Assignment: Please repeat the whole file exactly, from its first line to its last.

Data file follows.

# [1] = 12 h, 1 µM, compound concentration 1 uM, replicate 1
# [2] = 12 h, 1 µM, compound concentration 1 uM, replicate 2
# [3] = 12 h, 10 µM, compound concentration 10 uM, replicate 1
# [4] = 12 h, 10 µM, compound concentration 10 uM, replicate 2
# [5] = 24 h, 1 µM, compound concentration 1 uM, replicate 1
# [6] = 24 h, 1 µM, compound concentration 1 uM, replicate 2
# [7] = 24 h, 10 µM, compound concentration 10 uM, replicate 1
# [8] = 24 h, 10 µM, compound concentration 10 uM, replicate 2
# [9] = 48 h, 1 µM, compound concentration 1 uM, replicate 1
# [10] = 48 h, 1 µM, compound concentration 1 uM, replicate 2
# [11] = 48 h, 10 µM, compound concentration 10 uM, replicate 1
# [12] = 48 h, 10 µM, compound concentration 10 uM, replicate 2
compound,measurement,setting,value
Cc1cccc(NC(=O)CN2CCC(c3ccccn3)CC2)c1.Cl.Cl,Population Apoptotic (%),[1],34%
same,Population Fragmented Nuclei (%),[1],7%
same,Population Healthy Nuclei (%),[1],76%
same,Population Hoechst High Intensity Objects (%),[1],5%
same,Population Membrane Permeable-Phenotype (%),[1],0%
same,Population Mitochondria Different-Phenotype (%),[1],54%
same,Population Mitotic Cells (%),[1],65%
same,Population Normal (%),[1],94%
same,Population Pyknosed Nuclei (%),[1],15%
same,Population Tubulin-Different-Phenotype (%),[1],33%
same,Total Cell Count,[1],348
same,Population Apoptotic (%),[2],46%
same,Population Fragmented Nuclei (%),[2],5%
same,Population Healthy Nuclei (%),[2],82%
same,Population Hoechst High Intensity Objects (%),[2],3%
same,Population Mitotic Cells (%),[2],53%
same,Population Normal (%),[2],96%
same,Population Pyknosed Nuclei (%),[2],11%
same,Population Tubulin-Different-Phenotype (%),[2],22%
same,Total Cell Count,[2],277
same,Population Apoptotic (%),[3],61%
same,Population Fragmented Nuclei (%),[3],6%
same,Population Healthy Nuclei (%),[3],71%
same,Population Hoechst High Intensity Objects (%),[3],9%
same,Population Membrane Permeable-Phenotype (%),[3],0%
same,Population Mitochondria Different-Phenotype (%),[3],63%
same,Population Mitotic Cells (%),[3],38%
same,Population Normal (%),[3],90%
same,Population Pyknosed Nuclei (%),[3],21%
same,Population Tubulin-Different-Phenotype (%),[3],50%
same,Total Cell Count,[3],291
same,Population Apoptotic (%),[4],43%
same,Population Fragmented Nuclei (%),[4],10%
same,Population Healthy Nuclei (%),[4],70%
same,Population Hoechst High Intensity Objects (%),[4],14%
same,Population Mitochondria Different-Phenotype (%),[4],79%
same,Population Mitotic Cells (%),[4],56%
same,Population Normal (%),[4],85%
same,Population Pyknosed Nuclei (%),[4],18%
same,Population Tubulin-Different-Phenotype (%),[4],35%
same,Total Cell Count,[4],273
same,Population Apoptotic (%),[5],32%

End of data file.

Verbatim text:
# [1] = 12 h, 1 µM, compound concentration 1 uM, replicate 1
# [2] = 12 h, 1 µM, compound concentration 1 uM, replicate 2
# [3] = 12 h, 10 µM, compound concentration 10 uM, replicate 1
# [4] = 12 h, 10 µM, compound concentration 10 uM, replicate 2
# [5] = 24 h, 1 µM, compound concentration 1 uM, replicate 1
# [6] = 24 h, 1 µM, compound concentration 1 uM, replicate 2
# [7] = 24 h, 10 µM, compound concentration 10 uM, replicate 1
# [8] = 24 h, 10 µM, compound concentration 10 uM, replicate 2
# [9] = 48 h, 1 µM, compound concentration 1 uM, replicate 1
# [10] = 48 h, 1 µM, compound concentration 1 uM, replicate 2
# [11] = 48 h, 10 µM, compound concentration 10 uM, replicate 1
# [12] = 48 h, 10 µM, compound concentration 10 uM, replicate 2
compound,measurement,setting,value
Cc1cccc(NC(=O)CN2CCC(c3ccccn3)CC2)c1.Cl.Cl,Population Apoptotic (%),[1],34%
same,Population Fragmented Nuclei (%),[1],7%
same,Population Healthy Nuclei (%),[1],76%
same,Population Hoechst High Intensity Objects (%),[1],5%
same,Population Membrane Permeable-Phenotype (%),[1],0%
same,Population Mitochondria Different-Phenotype (%),[1],54%
same,Population Mitotic Cells (%),[1],65%
same,Population Normal (%),[1],94%
same,Population Pyknosed Nuclei (%),[1],15%
same,Population Tubulin-Different-Phenotype (%),[1],33%
same,Total Cell Count,[1],348
same,Population Apoptotic (%),[2],46%
same,Population Fragmented Nuclei (%),[2],5%
same,Population Healthy Nuclei (%),[2],82%
same,Population Hoechst High Intensity Objects (%),[2],3%
same,Population Mitotic Cells (%),[2],53%
same,Population Normal (%),[2],96%
same,Population Pyknosed Nuclei (%),[2],11%
same,Population Tubulin-Different-Phenotype (%),[2],22%
same,Total Cell Count,[2],277
same,Population Apoptotic (%),[3],61%
same,Population Fragmented Nuclei (%),[3],6%
same,Population Healthy Nuclei (%),[3],71%
same,Population Hoechst High Intensity Objects (%),[3],9%
same,Population Membrane Permeable-Phenotype (%),[3],0%
same,Population Mitochondria Different-Phenotype (%),[3],63%
same,Population Mitotic Cells (%),[3],38%
same,Population Normal (%),[3],90%
same,Population Pyknosed Nuclei (%),[3],21%
same,Population Tubulin-Different-Phenotype (%),[3],50%
same,Total Cell Count,[3],291
same,Population Apoptotic (%),[4],43%
same,Population Fragmented Nuclei (%),[4],10%
same,Population Healthy Nuclei (%),[4],70%
same,Population Hoechst High Intensity Objects (%),[4],14%
same,Population Mitochondria Different-Phenotype (%),[4],79%
same,Population Mitotic Cells (%),[4],56%
same,Population Normal (%),[4],85%
same,Population Pyknosed Nuclei (%),[4],18%
same,Population Tubulin-Different-Phenotype (%),[4],35%
same,Total Cell Count,[4],273
same,Population Apoptotic (%),[5],32%